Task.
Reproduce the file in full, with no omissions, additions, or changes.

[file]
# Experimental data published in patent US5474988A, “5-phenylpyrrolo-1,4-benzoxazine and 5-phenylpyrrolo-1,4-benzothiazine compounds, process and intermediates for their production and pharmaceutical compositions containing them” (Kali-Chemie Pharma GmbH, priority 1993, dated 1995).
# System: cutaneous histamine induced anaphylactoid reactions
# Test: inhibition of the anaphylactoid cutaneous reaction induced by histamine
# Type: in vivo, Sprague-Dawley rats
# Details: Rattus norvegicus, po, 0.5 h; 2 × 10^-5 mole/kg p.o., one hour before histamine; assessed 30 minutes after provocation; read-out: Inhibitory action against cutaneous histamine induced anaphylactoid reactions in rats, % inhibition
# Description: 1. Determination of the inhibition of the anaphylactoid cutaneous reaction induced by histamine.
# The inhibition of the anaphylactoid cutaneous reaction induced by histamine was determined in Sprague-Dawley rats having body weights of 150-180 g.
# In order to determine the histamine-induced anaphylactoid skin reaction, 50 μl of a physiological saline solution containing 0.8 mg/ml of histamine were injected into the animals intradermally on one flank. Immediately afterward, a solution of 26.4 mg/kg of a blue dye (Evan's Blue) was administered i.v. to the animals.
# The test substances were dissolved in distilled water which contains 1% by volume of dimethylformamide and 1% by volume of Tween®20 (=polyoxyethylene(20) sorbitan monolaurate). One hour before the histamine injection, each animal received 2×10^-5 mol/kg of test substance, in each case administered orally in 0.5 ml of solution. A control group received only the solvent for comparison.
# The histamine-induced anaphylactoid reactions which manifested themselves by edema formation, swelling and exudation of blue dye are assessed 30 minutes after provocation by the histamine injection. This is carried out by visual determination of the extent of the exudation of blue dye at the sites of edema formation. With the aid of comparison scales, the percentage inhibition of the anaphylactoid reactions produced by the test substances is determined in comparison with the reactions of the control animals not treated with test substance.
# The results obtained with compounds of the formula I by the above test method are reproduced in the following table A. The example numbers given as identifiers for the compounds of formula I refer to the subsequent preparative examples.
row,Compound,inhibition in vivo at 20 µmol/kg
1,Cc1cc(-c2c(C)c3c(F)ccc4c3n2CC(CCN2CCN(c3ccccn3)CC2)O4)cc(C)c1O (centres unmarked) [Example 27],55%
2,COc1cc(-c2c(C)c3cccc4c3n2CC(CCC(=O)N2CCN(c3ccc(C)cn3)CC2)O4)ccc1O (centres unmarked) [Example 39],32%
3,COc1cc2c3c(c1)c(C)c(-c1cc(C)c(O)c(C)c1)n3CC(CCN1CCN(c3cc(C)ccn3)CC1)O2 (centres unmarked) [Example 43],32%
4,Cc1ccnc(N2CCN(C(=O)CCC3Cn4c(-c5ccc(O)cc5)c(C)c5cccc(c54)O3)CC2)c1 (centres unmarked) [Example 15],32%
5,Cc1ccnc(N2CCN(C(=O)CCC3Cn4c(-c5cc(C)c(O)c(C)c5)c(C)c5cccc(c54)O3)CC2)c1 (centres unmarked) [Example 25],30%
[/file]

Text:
# Experimental data published in patent US5474988A, “5-phenylpyrrolo-1,4-benzoxazine and 5-phenylpyrrolo-1,4-benzothiazine compounds, process and intermediates for their production and pharmaceutical compositions containing them” (Kali-Chemie Pharma GmbH, priority 1993, dated 1995).
# System: cutaneous histamine induced anaphylactoid reactions
# Test: inhibition of the anaphylactoid cutaneous reaction induced by histamine
# Type: in vivo, Sprague-Dawley rats
# Details: Rattus norvegicus, po, 0.5 h; 2 × 10^-5 mole/kg p.o., one hour before histamine; assessed 30 minutes after provocation; read-out: Inhibitory action against cutaneous histamine induced anaphylactoid reactions in rats, % inhibition
# Description: 1. Determination of the inhibition of the anaphylactoid cutaneous reaction induced by histamine.
# The inhibition of the anaphylactoid cutaneous reaction induced by histamine was determined in Sprague-Dawley rats having body weights of 150-180 g.
# In order to determine the histamine-induced anaphylactoid skin reaction, 50 μl of a physiological saline solution containing 0.8 mg/ml of histamine were injected into the animals intradermally on one flank. Immediately afterward, a solution of 26.4 mg/kg of a blue dye (Evan's Blue) was administered i.v. to the animals.
# The test substances were dissolved in distilled water which contains 1% by volume of dimethylformamide and 1% by volume of Tween®20 (=polyoxyethylene(20) sorbitan monolaurate). One hour before the histamine injection, each animal received 2×10^-5 mol/kg of test substance, in each case administered orally in 0.5 ml of solution. A control group received only the solvent for comparison.
# The histamine-induced anaphylactoid reactions which manifested themselves by edema formation, swelling and exudation of blue dye are assessed 30 minutes after provocation by the histamine injection. This is carried out by visual determination of the extent of the exudation of blue dye at the sites of edema formation. With the aid of comparison scales, the percentage inhibition of the anaphylactoid reactions produced by the test substances is determined in comparison with the reactions of the control animals not treated with test substance.
# The results obtained with compounds of the formula I by the above test method are reproduced in the following table A. The example numbers given as identifiers for the compounds of formula I refer to the subsequent preparative examples.
row,Compound,inhibition in vivo at 20 µmol/kg
1,Cc1cc(-c2c(C)c3c(F)ccc4c3n2CC(CCN2CCN(c3ccccn3)CC2)O4)cc(C)c1O (centres unmarked) [Example 27],55%
2,COc1cc(-c2c(C)c3cccc4c3n2CC(CCC(=O)N2CCN(c3ccc(C)cn3)CC2)O4)ccc1O (centres unmarked) [Example 39],32%
3,COc1cc2c3c(c1)c(C)c(-c1cc(C)c(O)c(C)c1)n3CC(CCN1CCN(c3cc(C)ccn3)CC1)O2 (centres unmarked) [Example 43],32%
4,Cc1ccnc(N2CCN(C(=O)CCC3Cn4c(-c5ccc(O)cc5)c(C)c5cccc(c54)O3)CC2)c1 (centres unmarked) [Example 15],32%
5,Cc1ccnc(N2CCN(C(=O)CCC3Cn4c(-c5cc(C)c(O)c(C)c5)c(C)c5cccc(c54)O3)CC2)c1 (centres unmarked) [Example 25],30%